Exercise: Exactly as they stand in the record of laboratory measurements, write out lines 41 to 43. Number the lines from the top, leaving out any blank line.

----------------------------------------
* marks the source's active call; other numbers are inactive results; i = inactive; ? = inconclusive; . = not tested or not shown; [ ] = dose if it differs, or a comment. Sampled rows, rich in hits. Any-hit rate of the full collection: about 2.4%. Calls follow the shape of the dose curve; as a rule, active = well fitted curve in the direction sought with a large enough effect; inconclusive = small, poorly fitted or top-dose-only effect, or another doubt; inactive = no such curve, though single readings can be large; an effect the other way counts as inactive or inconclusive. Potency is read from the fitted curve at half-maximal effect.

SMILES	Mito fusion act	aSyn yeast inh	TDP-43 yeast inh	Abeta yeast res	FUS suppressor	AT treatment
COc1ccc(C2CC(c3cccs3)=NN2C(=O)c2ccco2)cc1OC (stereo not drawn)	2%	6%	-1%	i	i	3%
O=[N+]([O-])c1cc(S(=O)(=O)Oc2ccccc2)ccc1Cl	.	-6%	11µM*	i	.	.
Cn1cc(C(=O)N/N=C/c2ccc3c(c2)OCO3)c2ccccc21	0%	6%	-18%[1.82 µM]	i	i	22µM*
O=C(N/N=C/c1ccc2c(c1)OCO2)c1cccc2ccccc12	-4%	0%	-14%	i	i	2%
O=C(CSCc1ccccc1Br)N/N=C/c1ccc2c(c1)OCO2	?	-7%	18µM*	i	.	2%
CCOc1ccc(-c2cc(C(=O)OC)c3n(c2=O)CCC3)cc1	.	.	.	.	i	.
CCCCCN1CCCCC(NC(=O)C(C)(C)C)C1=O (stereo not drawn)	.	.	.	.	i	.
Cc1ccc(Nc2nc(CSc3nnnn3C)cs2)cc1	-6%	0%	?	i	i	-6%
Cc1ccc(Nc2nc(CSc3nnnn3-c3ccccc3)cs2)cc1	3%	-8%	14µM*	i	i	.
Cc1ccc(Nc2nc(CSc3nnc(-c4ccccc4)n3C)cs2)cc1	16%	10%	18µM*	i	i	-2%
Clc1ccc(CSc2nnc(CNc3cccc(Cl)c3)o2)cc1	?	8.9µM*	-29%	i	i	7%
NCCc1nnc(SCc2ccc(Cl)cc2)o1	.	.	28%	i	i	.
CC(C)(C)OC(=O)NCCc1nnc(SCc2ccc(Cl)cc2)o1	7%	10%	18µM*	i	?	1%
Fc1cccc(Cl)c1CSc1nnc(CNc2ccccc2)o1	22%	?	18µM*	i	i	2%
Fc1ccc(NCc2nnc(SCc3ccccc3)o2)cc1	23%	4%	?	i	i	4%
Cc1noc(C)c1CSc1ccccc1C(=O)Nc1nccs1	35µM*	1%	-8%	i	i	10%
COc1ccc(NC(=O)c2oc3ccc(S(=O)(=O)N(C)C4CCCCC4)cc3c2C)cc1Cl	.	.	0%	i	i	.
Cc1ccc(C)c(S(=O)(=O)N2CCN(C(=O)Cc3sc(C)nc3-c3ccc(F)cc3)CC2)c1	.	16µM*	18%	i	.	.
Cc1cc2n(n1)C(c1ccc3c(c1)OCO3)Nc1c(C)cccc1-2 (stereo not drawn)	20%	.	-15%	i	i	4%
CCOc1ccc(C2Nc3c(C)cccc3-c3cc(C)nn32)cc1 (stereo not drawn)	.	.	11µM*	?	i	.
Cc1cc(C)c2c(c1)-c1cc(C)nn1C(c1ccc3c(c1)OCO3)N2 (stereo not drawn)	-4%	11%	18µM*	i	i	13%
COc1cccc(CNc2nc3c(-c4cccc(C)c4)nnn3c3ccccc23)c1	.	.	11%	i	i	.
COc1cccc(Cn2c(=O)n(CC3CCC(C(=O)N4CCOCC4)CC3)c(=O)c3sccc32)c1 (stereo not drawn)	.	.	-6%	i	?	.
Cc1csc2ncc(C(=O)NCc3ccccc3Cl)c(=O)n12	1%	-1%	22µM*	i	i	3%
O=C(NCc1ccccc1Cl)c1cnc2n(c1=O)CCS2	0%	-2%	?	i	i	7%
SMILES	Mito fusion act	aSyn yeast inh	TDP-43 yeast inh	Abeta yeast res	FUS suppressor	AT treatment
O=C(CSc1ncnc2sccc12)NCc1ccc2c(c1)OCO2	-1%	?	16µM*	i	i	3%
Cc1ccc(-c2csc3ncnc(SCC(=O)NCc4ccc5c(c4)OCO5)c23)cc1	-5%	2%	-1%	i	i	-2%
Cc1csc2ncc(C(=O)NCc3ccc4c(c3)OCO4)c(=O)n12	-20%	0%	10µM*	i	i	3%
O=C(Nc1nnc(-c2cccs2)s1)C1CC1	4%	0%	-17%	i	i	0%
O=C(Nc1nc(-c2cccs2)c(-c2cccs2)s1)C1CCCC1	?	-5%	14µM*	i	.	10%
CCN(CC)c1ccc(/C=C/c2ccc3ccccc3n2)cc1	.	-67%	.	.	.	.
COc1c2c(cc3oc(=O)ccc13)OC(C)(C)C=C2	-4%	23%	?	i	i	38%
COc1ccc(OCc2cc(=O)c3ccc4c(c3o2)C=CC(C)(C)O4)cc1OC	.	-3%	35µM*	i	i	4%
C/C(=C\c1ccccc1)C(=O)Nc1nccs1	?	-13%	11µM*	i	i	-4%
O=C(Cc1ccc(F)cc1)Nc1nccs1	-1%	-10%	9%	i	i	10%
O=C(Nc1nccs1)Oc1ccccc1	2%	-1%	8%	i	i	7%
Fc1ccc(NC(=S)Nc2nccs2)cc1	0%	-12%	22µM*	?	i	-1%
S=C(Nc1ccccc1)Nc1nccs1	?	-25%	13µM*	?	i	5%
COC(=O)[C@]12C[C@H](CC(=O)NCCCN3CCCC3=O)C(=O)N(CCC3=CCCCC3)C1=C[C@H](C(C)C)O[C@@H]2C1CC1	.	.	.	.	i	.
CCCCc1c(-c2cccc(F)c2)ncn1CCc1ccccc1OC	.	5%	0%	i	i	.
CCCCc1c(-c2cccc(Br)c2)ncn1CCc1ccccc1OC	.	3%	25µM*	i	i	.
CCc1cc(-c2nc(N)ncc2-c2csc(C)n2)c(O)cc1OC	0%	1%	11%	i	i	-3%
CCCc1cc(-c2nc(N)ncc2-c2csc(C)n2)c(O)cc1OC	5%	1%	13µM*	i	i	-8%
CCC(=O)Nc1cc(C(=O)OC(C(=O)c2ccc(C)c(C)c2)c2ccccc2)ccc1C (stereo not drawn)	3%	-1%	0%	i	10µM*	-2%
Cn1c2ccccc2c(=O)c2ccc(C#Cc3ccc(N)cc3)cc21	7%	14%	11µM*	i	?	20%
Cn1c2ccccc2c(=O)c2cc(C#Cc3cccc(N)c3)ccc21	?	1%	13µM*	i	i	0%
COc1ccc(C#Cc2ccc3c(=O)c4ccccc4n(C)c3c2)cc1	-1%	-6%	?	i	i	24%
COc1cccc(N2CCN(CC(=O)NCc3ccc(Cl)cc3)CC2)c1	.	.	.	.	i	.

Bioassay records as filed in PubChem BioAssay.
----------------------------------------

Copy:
S=C(Nc1ccccc1)Nc1nccs1	?	-25%	13µM*	?	i	5%
COC(=O)[C@]12C[C@H](CC(=O)NCCCN3CCCC3=O)C(=O)N(CCC3=CCCCC3)C1=C[C@H](C(C)C)O[C@@H]2C1CC1	.	.	.	.	i	.
CCCCc1c(-c2cccc(F)c2)ncn1CCc1ccccc1OC	.	5%	0%	i	i	.